It was nice to ease into this new story after a 4 month hiatus… But this comic is not slow. Brian K. Vaughan sets up his new story arc fast, dropping a huge cliffhanger at the end. You know you’re invested in the characters and the story when something big happens– and you audibly gasp a little. Vaughan and extraordinary artist Fiona Staples are great at keeping their fantasy world fresh and exciting too… Giving readers just enough to “get” the story, while still leaving us begging for more.
As usual, Fiona Staples’ art is a joy to look at– wildly imaginative, always capturing the creative essence of the worlds and creatures Vaughan has imagined. The art, combined with yet another smart script, leaves me with no complaints. The coloring blends really well, giving the pencils even more life.
If these two creators need to take a four-month hiatus to keep the quality high, then they should take it… Anytime they like. Creative writing, vibrant art and a ghost child with her guts hanging out… How could you not want to read this comic book? – Aaron Evans
X-O Manowar #25
Writer: Robert Venditti
Artists: Bryan Hitch, Diego Bernard, Allison Rodriguez
Colorists: Dave Baron, Brian Reber
Letterer: Dave Sharpe
22 pages, $4.99
I’ve been wanting to give writer Robert Venditti another chance since I reviewed his (not-so-good) Green Lantern comic a couple of months ago. I thought I saw potential in that garbage and, thankfully, I was proven correct: Venditti’s X-O Manowar is much better.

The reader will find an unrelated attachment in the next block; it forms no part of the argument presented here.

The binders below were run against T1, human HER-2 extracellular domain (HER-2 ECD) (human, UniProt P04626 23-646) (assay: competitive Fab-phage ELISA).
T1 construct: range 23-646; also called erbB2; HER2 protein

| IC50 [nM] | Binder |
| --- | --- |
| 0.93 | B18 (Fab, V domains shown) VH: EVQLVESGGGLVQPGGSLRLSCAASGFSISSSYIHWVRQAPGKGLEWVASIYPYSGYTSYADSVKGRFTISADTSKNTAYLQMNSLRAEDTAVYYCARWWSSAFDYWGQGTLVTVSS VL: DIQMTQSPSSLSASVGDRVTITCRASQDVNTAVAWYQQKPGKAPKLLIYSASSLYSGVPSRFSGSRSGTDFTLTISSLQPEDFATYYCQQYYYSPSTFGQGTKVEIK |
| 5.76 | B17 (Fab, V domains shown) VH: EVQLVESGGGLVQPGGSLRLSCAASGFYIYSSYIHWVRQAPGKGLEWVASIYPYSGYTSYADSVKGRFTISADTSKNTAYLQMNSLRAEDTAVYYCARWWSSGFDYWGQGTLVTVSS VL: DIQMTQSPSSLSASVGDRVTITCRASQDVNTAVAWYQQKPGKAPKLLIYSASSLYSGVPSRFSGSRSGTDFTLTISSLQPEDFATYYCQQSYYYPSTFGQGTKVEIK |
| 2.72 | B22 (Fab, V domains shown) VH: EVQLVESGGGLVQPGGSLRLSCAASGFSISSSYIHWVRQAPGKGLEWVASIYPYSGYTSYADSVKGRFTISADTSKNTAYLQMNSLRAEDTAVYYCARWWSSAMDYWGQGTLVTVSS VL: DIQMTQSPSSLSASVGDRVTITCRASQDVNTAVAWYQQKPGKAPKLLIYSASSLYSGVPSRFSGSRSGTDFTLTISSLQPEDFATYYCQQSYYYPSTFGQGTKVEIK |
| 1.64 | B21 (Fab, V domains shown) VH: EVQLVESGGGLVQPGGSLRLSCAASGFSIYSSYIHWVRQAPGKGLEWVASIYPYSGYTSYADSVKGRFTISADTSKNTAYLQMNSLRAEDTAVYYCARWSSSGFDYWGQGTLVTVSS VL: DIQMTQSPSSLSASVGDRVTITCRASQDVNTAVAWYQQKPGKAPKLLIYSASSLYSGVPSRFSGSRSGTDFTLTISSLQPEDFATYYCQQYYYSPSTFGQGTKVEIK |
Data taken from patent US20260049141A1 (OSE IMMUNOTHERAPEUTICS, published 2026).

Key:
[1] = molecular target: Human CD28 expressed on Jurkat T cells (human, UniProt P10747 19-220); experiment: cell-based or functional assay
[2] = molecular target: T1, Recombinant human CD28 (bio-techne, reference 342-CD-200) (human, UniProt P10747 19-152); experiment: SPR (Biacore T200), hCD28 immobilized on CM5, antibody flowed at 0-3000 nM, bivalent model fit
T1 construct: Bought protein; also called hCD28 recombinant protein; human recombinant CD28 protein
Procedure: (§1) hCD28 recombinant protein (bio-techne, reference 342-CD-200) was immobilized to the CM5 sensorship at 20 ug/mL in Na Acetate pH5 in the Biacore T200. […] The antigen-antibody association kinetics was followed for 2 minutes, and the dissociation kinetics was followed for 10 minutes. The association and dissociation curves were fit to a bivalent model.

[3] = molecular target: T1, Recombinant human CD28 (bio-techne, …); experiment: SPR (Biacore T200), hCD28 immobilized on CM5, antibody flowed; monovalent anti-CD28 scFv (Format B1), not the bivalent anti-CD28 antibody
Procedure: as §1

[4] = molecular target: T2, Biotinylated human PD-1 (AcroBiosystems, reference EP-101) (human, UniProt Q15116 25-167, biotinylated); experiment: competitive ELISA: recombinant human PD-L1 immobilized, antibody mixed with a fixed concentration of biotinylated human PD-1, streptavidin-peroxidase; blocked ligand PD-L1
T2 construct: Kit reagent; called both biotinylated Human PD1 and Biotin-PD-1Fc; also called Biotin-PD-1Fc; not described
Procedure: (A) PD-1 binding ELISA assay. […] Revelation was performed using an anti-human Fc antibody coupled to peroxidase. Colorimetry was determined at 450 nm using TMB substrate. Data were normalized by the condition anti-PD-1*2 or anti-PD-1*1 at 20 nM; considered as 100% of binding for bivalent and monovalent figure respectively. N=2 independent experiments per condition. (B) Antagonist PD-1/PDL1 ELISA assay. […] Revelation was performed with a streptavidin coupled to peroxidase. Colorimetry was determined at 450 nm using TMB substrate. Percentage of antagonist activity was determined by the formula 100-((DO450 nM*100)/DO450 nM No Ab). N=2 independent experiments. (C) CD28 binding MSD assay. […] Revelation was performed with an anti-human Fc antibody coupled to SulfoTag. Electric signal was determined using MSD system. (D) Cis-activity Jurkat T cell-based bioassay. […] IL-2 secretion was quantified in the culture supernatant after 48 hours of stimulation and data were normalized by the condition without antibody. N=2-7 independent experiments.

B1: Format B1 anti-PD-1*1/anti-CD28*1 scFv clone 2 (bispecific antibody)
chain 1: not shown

Given X-O Manowar #25 marks Valiant’s first comic to reach an anniversary issue (since the publisher relaunched 2 years ago), they’ve understandably made a very big deal out this milestone. Conditioned for years by the soulless cash grab antics practiced by Marvel & DC, I was prepared for huge, elaborate anniversary story so complicated I would be completely lost. Lucky for me, the creators bucked this noxious trend… As if they actually seem eager to bring in new readers!
Venditti and Company opt for a more user-friendly approach here– serving up an origin story and a prelude to the new Armored Hunters event. It’s the best of both worlds– a story for complete newbies like myself and another progressing the comic for loyal fans. The two tales are kept completely separate from each other (each has a different artist), but both achieve their purposes with grace. As an added bonus, the story meant for people who’ve been on board since day one is also new reader appropriate.
Too bad the comic is also one huge info dump. Exposition isn’t shoved down readers throats and the stories are told in intriguing ways– but this comic is all talking heads. Given this news, I’m happy to say Venditti handles it rather masterfully. Even the most dross scenes are (thankfully) succinct and wonderfully scripted– unveiling certain hidden gems that can make comic book reading so much fun.
The artists for the two main stories are great too. Their work is emotive and, for what little action there is, very dynamic. In fact, all the pencilers, inkers and colourists work extremely well together. (Even on the back-up features.) It’s a true pleasure to see the majority of the art match Venditti’s writing style.